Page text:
AMES, Iowa – Isaac Bradford arrived at Iowa State University with a plan to study hard, develop life skills and earn a degree in agricultural engineering. Dreams of starting his own business – a dream he’s had since he was a kid – would wait until he finished college.
But Bradford’s plans were disrupted after attending a Freshmen Leaders in Engineering meeting in 2020 where the founder of an Iowa-based startup encouraged the group to get started on starting a business. Days after the meeting, Bradford – now a sophomore – received an email from ISU’s Pappajohn Center for Entrepreneurship about a business pitch competition. It seemed the universe was trying to tell him something.
“And I just thought, ‘I have to start my business now,’” Bradford said.
The business pitch competition opened doors and other opportunities for Bradford. This past summer, he was selected for the 2021 CYstarters – an 11-week intensive accelerator program offered through the Pappajohn Center. Bradford says the experience taught him a great deal about launching a startup and gave him a new appreciation for networking.
“CYstarters just accelerated everything,” Bradford said. “It’s the collaboration and talking with people who can assist you and give you good advice about things that would take you years to learn, but they already know it and help you learn from their mistakes.”
Different entry points
Pappajohn Center Director Judi Eyles says students like Bradford come to the center through different entry points. It may be a pitch competition, internship or program that piques their interest and once they’re in, they explore other areas. The foundation of ISU’s Pappajohn Center was built on a vision of providing students of all majors a variety of entrepreneurial opportunities, a vision that Eyles says has been key to its success for the past 25 years.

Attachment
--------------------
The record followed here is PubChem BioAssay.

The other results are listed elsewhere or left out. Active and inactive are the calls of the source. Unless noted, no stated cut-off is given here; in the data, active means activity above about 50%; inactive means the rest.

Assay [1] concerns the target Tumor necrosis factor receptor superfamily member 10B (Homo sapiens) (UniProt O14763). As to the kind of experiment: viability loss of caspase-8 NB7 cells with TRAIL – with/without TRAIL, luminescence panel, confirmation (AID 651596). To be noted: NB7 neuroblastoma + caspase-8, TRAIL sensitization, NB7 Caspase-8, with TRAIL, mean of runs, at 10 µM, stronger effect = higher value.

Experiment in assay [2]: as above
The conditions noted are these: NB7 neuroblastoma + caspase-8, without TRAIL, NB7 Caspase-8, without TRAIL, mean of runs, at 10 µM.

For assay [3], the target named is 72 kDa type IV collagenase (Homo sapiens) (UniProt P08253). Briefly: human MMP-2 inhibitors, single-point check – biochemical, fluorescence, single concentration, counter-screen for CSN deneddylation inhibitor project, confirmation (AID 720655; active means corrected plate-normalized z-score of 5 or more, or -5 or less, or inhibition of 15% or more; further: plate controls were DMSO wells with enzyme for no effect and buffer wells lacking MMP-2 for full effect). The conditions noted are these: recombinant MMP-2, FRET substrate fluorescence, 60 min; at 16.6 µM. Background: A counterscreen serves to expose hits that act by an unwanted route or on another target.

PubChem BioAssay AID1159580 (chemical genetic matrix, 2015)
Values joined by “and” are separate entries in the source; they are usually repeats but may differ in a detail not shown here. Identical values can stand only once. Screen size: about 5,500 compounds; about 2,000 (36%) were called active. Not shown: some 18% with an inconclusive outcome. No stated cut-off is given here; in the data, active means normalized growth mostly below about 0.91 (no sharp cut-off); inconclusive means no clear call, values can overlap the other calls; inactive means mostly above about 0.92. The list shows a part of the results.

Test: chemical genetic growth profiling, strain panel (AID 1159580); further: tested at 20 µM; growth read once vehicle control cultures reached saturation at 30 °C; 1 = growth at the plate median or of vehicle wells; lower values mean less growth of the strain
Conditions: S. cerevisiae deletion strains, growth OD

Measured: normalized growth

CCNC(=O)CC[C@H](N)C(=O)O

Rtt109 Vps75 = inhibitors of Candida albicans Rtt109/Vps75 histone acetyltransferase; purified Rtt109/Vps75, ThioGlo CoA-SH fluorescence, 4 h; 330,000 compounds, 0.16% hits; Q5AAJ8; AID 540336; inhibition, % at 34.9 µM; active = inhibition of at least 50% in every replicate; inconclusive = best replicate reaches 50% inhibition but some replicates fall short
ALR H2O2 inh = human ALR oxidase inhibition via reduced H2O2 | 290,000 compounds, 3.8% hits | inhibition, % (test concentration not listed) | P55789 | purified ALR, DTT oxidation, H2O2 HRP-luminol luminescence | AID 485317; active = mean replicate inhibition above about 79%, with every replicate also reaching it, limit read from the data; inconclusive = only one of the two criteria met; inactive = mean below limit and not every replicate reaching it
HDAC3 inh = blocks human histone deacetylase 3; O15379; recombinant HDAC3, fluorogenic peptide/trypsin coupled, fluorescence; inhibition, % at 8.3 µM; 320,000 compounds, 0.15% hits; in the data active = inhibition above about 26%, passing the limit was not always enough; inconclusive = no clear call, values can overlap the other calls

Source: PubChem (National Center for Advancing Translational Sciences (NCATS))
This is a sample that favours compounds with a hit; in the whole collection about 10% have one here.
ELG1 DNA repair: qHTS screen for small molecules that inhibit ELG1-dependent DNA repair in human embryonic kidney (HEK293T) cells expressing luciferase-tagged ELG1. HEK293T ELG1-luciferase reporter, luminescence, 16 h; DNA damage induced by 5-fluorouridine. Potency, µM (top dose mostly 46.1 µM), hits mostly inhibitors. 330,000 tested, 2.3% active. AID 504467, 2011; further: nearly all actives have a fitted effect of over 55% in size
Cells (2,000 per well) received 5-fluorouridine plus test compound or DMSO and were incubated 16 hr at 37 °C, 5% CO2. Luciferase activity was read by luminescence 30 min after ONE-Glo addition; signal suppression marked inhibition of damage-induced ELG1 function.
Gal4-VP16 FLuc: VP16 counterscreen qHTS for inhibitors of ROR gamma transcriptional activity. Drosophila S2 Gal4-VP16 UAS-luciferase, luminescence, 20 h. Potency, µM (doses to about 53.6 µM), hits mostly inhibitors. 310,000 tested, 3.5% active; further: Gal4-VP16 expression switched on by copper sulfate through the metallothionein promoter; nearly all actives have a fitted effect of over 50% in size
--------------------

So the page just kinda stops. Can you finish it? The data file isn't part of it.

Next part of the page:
“We want to help students develop skillsets and an entrepreneurial mindset,” Eyles said. “We’re teaching students to be problem-solvers and opportunity-seekers by helping them identify where they can use their passions and interests to fix a problem or change something for the better.”
Iowa State’s Pappajohn Center offers programs and services for students, faculty, community entrepreneurs, business professionals and alumni with the objective of creating a culture of entrepreneurship and innovation to build and improve Iowa’s businesses. CYstarters, CyBIZ Lab and ISU Startup Factory are just a few examples of the programs offered.
Since 2006, the Pappajohn Iowa Entrepreneurial Venture Competition has invested $1 million in Iowa startup companies ($800,000 from John Pappajohn and $200,000 from the Iowa Economic Development Authority). The investment has paid off. Eyles says of the 48 winners, who placed first through third, 37 startups are still in operation, five were acquired and six went out of business (see sidebar for more detail).
Not all start a business
Bradford is grateful for the support he’s received through ISU’s Pappajohn Center to develop his business, Filtraponics. This semester, he plans to start selling his garden beds, pumps and timers in the Innovate 1858 shop at the Student Innovation Center. While it was his goal to start a business, he says the Pappajohn Center is really a place for students who want to make a difference.
“Even if you don’t want to start your own business, there’s a lot of opportunities like the Innovation Prize where you get to work on ideas, whether it’s your own or other people’s ideas,” Bradford said. “Having those opportunities to problem solve and create is really beneficial.”